This invention is based upon the use of certain principles and procedures for the production of "solid solution" materials and especially solid solution, catalytic materials. These principles include: (1) intimate mixing of a predetermined quantity of a first type of small particle ("small" for the purposes of this patent disclosure can be taken to mean 5 nanometers or less), and in the limiting case materials dissolved in a liquid solvent, in the presence of a predetermined quantity of a second type of "small" particle (and/or other components or ingredients which also may be present in a resulting reaction mixture), (2) maintenance of the resulting total mixture at a pH in the acidic region between about 3.5 and about 6.5, (3) rapid evaporation of the liquid solvent in order that the intimate mixing (or dissolving) of the first, second, etc. particles is preserved in a resulting solid solution of said particles, (4) as an "optional", but by no means mandatory, step, further drying the product resulting from the rapid evaporation and (5) calcining the product of the rapid evaporation. In certain special cases, which are more fully described in later portions of this patent disclosure, applicants' 5 nanometer particle size limitation can be relaxed to allow for use of certain particles of up to about 60 nanometers if some additional conditions are met. However, for now, suffice it to say that, in general, the use of ingredient particles having average diameters of less than 5 nanometers is the most general and surest way to successfully carry out the disclosed processes. Be that as it may, applicants' overall process will also sometimes include the further steps of: (a) using a third, fourth etc., species of "small" particles, (b) initially using optional ingredients which will evolve gases as a result of undergoing subsequent calcination, (c) thoroughly mixing the appropriate reactants--right up to the moment of applicants' spray drying step--in order to help preserve an intimately mixed state of the original ingredients, (d) leaching unwanted material(s) with a third component (e.g., use of so-called Raney metal production), (e) use of viscosity and/or gas evolution agents in the original reaction mixture, and (f) calcining in a manner such that all undesirable materials evolve into a gas phase.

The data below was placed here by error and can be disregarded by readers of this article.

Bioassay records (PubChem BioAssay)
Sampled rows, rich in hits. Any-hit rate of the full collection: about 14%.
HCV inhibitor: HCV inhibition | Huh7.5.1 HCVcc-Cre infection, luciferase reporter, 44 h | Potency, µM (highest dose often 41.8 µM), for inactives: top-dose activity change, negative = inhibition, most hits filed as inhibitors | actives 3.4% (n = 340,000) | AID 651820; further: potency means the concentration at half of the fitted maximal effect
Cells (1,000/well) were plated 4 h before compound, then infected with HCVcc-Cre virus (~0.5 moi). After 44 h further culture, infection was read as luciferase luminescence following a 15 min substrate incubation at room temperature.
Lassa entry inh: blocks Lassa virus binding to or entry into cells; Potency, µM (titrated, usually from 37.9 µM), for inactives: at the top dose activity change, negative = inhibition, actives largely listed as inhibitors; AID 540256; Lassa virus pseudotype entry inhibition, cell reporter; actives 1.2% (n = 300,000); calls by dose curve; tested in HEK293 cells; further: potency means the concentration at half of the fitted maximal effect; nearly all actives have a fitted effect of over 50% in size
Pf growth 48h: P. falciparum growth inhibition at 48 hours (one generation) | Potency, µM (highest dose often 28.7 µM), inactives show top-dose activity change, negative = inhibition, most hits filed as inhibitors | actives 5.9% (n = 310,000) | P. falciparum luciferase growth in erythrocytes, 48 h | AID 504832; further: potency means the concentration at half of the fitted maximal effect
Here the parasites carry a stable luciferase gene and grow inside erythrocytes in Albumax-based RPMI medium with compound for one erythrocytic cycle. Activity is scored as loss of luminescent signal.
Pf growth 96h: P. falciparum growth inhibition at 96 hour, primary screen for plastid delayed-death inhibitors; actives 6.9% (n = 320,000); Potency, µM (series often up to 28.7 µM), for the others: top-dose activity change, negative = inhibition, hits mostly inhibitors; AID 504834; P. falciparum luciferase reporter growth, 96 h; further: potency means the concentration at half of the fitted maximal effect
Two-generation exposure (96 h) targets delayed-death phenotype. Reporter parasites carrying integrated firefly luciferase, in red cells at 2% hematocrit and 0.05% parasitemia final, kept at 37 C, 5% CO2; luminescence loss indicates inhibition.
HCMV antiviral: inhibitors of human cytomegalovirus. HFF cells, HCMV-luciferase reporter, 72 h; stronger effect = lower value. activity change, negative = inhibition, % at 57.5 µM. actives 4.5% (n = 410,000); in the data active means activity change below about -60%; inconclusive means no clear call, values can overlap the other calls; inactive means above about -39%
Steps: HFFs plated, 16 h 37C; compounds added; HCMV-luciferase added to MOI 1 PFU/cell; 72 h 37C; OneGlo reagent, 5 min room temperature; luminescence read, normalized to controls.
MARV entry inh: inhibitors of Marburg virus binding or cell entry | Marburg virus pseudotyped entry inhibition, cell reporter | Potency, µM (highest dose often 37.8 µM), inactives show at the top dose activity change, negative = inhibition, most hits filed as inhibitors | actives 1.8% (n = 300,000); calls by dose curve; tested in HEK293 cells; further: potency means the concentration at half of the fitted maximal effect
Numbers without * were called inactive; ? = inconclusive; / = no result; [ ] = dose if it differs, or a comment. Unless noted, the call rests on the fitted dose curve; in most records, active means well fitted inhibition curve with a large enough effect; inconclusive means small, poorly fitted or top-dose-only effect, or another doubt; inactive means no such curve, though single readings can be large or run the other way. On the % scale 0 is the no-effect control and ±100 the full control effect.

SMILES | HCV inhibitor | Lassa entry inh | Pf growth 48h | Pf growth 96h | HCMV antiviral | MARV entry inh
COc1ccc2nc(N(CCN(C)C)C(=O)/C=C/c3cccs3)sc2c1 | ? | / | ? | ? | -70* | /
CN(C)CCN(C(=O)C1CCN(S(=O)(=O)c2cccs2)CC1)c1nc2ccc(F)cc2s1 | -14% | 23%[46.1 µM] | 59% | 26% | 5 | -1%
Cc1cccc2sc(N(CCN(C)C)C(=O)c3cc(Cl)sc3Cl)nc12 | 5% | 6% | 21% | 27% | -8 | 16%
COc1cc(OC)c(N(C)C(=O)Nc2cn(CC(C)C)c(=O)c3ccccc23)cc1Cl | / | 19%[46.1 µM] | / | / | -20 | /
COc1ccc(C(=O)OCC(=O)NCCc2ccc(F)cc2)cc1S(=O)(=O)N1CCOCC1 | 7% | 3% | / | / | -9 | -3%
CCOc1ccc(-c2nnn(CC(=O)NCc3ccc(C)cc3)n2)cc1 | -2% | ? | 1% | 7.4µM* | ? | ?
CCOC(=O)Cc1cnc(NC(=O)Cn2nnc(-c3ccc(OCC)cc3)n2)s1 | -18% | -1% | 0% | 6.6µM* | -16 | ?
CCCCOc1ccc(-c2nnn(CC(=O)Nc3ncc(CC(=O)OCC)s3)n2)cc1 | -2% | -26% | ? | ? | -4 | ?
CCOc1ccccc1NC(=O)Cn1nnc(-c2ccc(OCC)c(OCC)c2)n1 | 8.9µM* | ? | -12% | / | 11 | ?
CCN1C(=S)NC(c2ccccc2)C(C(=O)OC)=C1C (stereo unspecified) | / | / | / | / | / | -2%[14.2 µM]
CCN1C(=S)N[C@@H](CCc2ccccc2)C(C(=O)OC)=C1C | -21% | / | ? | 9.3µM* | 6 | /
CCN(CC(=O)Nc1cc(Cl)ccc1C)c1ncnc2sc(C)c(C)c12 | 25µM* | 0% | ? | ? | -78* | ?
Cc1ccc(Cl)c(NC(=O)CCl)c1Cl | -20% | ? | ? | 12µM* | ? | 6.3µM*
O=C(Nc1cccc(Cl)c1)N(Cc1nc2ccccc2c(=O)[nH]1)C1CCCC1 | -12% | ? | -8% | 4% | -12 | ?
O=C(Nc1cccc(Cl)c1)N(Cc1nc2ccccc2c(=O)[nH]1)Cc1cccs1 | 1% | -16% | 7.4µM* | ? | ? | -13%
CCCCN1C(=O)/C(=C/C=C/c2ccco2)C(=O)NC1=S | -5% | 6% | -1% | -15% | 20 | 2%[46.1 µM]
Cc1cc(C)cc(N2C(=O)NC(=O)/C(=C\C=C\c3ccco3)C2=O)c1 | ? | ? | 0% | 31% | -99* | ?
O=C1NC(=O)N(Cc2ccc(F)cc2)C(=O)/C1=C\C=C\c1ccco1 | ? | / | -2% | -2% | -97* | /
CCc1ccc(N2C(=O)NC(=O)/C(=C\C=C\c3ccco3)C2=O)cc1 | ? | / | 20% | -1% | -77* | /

The above-noted general principles and procedures can be employed in making a wide variety of catalysts and other materials (e.g., materials having super-conductive properties), but perhaps the most noteworthy use of the herein disclosed processes is in the production of those spinels having the general formula: R2+ O.R2 3+ O3, or stated another way, nR2+ O.mR2 3+ O3, wherein n and m represent numerical values, as well as spinels expressed by the formulas: R2+ O(1+α).R2 3+ O3 e.g., MgO(1+α).Al2 O3 wherein o<α<∞ and wherein ##EQU1## In general, the most preferred R2+ and R3+ atoms for the practice of this invention are the metal atoms selected from the group consisting of magnesium, zinc, cerium, lanthanum, iron, manganese, aluminum and chromium.